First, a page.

Correct, you still need to steer the boat. But if you can sacrifice 10% of effective steering to gain 5% of lift, and safely design around it, you might change the structure and nature of the boat and risk the rules to put the rudders in the middle.
See VO70 angled daggerboards (although not a...
This is the way. As Zinker said make sure you get a bent spike to carve out some foam right at the underside of the carbon.
Also be wary of the allen key trick with thin laminates and dense-ish foam, as sometimes the laminate is not strong enough to keep the key centred and you wind up marring...
You know I have to keep talking to keep the voices in my head quiet!
Good point on the halyards, we had to step ours down to a 4mm tip to get the lock working reliably. Discovering that over-hoisting is problematic as well.
Hope the racing is as good as always in Newport
Hoist: normal grind, if need be attach a velcro 'hooker' to keep head close to forestay/chicken stay.
Drop: pull sail off lock, 1-2 wraps on winch, run halyard through carabiner to redirect to foredeck, and ease sail to yourself.
Vendee and Class40 sailors use halyard locks for plenty.
The Karver locks are good if sized appropriately and maintained. Make sure your halyard is skinny enough (too thick and will bind in the spigot) and avoid overhoisting/overloading.
Don't have experience with Facnors, but Wichard...
Best on the market, there's a reason all the Volvo guys use them. Pricey but worth it if you do anything wet.
Survived (easily) 2yr of offshorebow on a vo65. Only lost it foolishly overboard.
The boats are all still basically "one design" except for extraneous additions or repairs that will maybe not be measured in for next race (rope supplier, canvas, medical/safety spares, etc).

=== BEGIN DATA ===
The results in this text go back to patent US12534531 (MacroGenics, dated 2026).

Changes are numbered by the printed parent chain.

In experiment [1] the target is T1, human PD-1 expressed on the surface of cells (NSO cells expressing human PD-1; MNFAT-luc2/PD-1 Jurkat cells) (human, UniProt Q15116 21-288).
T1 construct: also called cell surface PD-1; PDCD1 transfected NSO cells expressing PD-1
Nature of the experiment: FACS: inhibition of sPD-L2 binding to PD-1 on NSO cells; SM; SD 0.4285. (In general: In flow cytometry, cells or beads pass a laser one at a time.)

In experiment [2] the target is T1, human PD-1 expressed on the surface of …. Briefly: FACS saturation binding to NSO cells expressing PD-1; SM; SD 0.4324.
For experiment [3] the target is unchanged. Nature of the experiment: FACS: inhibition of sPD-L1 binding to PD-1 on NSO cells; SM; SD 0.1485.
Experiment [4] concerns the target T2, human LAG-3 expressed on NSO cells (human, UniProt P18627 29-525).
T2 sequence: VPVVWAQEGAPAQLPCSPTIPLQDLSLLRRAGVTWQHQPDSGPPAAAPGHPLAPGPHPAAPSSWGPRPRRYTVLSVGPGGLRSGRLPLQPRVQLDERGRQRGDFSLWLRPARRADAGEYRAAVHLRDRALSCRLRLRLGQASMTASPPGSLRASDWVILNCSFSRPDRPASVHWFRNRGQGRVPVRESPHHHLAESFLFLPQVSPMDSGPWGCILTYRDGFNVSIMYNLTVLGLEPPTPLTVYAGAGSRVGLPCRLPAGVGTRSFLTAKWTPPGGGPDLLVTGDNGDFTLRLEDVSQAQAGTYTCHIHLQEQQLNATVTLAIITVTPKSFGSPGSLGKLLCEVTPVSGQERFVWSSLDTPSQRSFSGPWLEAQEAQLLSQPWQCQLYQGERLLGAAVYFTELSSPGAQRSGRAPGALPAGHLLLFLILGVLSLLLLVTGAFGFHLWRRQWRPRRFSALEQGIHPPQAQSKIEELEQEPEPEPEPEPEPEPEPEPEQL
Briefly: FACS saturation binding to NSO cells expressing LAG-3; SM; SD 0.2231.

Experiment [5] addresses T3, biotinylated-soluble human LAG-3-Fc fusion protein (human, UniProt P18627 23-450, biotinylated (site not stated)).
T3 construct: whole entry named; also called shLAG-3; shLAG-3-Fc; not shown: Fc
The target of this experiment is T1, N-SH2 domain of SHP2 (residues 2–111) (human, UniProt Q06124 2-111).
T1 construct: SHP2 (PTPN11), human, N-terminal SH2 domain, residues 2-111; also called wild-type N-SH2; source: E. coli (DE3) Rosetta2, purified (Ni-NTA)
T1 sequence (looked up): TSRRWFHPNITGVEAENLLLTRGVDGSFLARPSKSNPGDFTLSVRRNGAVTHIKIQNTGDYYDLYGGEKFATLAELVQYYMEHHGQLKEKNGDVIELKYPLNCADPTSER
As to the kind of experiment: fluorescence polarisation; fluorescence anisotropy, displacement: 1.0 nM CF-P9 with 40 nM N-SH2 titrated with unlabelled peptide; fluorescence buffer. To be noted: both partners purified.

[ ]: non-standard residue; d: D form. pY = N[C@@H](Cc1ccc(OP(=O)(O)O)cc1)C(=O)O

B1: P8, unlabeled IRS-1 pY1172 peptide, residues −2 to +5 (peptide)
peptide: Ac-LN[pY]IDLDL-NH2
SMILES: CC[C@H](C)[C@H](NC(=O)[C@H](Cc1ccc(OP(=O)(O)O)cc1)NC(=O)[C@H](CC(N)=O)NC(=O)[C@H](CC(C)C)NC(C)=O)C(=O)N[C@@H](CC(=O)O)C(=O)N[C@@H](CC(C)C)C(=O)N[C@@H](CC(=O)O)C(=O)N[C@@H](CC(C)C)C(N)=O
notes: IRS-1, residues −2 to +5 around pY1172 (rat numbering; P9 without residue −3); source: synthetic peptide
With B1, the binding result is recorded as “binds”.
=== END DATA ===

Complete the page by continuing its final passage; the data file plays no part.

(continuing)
As for rating differences, this is still a mystery.
Use a lashing and thimbles. You can make a loup to hang a thimble from the bottom turnbuckle pin, lashing is stronger than the cable/wire/strop anyways, and you'll never be able to get workable tension with a whoopie sling (sliding splice).
Worth noting there are a few hundred threads (seems like) about DIY softies on this site, so maybe worth sending some out to local yacht shops as end-cap fillers.
IMO softies are consumable items to be made from old halyards/sheets
If you're going to buy new, just cut the housing into segments. Make sure the cuts are tapered out so they don't lock in the segment you've just released. Even screwing up a few cuts by going to deep is guaranteed to be less damage to the hull/sleeve than using a hole saw.
Make sure you have...
Close, but through-drill instead of tapped, and a flat on the bottom to accept washer/nut. So it was a rod with two threaded ends, instead of a length of all-thread. Was also reasonable beefy, in the range of 70mm dia drill hole IIRC.